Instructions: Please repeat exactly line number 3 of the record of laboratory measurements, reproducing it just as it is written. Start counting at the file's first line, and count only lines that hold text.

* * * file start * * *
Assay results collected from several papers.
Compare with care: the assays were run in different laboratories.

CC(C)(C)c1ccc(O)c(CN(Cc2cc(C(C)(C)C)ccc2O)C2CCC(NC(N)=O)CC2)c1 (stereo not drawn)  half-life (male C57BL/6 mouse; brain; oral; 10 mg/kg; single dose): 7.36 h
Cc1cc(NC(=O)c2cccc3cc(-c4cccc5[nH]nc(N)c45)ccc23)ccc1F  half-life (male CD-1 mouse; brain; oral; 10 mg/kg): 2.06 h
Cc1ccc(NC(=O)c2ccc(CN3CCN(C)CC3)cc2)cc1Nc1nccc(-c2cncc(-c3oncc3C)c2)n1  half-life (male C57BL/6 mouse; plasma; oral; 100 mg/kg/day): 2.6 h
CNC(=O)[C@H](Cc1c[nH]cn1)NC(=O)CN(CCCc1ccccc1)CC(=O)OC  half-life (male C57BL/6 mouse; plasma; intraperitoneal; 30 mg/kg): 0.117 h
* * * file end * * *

CC(C)(C)c1ccc(O)c(CN(Cc2cc(C(C)(C)C)ccc2O)C2CCC(NC(N)=O)CC2)c1 (stereo not drawn)  half-life (male C57BL/6 mouse; brain; oral; 10 mg/kg; single dose): 7.36 h